Young adult novel merges Chinese history with 'Snow White' fairy tale
'Kingdom of the Blazing Phoenix' brims with sorcerers and poisoned apples.
In 2017, Julie C. Dao’s explosive debut novel, "Forest of a Thousand Lanterns," lit up the young adult literary scene with its blend of mythology and drama in an origin story for the Evil Queen in “Snow White.” Dao’s back this time telling Snow White’s side of the story in “Kingdom of the Blazing Phoenix.”
I love fairy tales, and I love YA novels. So why am I ambivalent about “Phoenix”? Let’s discuss.
It’s been 15 years since Empress Lihua died and ambitious Xifeng took her place. Lihua’s daughter, Jade, has been concealed in a distant monastery since she was three. As the only surviving imperial child, Jade is the last true heir of the Dragon King clan; Xifeng hasn’t been able to bear scions of her own.
Just before Jade’s eighteenth birthday, she receives a summons from her stepmother Empress Xifeng herself. Reluctantly, Jade trades the monastery for the ostentatious decadence of the Imperial Palace. There she discovers that the emperor is wasting away and the empire is falling apart under Xifeng’s iron rule.
Xifeng’s relentless attempts to solidify her position are increasingly dark and desperate. Poverty, war, famine, desolation, child labor, mysterious disappearances: the land of Feng Lu is dying along with its emperor. That shouldn’t come as a surprise for those who read “Lanterns,” seeing how Xifeng sold her soul to the Serpent God in exchange for power and eternal beauty. At the end of “Lanterns,” we were left to wonder: Was there anything left in Xifeng to redeem?
Pitted against this poisonous stepmother is diffident Jade, whose natural inclination is to disappear into the wallpaper. Consider their opposing mottoes: Jade says, "We always have a choice," where Xifeng declares, "There is only destiny, and those too afraid to seize it." How can mousy Jade hope to defeat her stepmother-empress and save the continent? She and her traveling companions must collect five legendary relics from across Feng Lu – avoiding Xifeng’s huntsman and his army of demon snakes – in order to succeed.
“Phoenix” has the hallmarks of an epic “Lord of the Rings”-style adventure, elements of which may appeal to fellow fans of "The Adventure Zone." So why, when presented with all this excitement, this tapestry of folklore, assassins, and mythical creatures, was my ultimate reaction a “meh”?
It’s because, like Jade herself, “Phoenix” follows in the footsteps of a glamorously malevolent predecessor. This is ostensibly Jade’s half of the story, but she’s constantly outshone by Xifeng. Try though Dao might, “Phoenix” is Xifeng’s story just as much as “Lanterns.”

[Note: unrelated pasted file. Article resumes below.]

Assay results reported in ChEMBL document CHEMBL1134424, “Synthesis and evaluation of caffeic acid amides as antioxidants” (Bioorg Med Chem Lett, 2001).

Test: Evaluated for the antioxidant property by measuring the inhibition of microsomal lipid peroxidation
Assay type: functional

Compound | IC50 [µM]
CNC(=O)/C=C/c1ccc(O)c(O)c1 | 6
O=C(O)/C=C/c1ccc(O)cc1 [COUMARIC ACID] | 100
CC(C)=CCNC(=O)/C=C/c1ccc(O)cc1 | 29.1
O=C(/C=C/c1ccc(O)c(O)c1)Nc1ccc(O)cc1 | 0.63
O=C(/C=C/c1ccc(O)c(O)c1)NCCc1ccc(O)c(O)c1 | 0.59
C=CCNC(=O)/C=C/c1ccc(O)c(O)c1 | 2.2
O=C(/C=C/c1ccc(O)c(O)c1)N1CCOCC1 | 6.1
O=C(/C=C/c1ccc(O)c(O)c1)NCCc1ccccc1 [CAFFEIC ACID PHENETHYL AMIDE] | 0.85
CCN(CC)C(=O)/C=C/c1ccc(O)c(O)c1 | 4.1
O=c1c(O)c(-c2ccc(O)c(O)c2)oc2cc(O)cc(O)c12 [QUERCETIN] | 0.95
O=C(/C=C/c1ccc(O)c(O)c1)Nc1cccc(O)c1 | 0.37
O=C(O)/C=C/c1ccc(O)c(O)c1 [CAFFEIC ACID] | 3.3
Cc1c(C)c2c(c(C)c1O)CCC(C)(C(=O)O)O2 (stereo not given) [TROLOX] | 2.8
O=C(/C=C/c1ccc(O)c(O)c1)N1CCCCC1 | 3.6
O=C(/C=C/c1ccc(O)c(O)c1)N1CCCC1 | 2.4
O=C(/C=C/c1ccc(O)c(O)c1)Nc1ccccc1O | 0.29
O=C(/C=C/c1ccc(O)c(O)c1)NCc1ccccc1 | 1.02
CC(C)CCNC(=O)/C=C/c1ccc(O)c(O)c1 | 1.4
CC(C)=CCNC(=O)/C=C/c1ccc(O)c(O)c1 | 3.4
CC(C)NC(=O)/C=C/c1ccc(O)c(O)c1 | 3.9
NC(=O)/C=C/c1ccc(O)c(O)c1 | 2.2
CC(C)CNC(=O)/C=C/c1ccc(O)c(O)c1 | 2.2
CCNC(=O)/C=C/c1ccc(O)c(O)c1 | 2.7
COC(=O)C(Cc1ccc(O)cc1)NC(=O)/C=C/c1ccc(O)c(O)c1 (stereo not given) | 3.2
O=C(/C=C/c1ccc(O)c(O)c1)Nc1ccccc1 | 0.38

Let’s be clear: Xifeng has all the dark magnetism of a black hole and reading her story was unpleasant. But she is a gripping, multifaceted, compelling character.
“Phoenix” falters because Jade just isn’t a charismatic hero whom we love and for whom we root. She’s not as mesmerizing a character as her stepmother. To quote Kim Kardashian, Jade is "the least exciting to look at." Yes, she’s archetypically good and pure and she forces herself to face her fears. She goes up against mighty odds with powerful motives while her identity evolves. And yet she still reads as flat. We witness her character growth through clunky thought-asides and sudden spurts of filial piety.
Where “Phoenix” succeeds, however, is when Dao forces readers to contend with the murky distinctions between hero, antihero, and villain. Jade is clearly the hero. What, then, does that make Xifeng, the original protagonist of this duology?
I ended up in a lengthy, literary dissection of this dilemma with my husband. What, I argued, were we to make of similar villain-as-amoral-protagonist works, such as "Maleficent" or "American Psycho"? As lead characters doing evil things, are they antiheroes?
Perhaps, my husband posited, the fault line between hero and antihero is the motive: pure vs. evil-but-understandable, like vengeance. And maybe the firmament between antihero and villain is the outcome: whether the world will be better or worse for their measures.
He brought up Macbeth, Anakin Skywalker of "Star Wars," and Illidan Stormrage and Arthas Menethil of "Warcraft," commenting, "The best villains are ones who used to be heroes, because there used to be good in them. You’ve seen the fall, and that’s tragic."
That’s as good a summation of Xifeng’s character arc as I could hope to write. She’s a villain who once was a hero and we mourn the loss.
Like a meteor, Xifeng outshines every part of “Phoenix” in a spellbinding and destructive explosion. Ultimately, we’re left with a clear sky and the promise of dawn – but also spots on our vision from the dazzling flash.
"Kingdom of the Blazing Phoenix" isn’t for everyone. But it’s thought-provoking and, for budding writers, a potential object lesson in character creation.